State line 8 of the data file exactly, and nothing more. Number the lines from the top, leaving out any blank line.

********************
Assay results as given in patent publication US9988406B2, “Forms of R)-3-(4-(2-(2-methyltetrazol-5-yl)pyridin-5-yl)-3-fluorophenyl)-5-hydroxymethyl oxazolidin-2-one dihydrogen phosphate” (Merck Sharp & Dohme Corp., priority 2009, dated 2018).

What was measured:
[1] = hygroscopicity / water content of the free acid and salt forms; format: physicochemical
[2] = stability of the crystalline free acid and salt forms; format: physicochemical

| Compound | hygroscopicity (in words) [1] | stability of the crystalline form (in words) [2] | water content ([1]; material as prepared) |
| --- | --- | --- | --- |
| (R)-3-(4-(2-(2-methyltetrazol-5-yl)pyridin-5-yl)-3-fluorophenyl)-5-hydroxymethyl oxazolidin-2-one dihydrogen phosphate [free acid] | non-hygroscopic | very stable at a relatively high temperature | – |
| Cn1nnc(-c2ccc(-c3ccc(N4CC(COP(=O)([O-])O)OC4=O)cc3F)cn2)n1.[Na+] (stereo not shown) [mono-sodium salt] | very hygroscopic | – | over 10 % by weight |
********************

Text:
| Cn1nnc(-c2ccc(-c3ccc(N4CC(COP(=O)([O-])O)OC4=O)cc3F)cn2)n1.[Na+] (stereo not shown) [mono-sodium salt] | very hygroscopic | – | over 10 % by weight |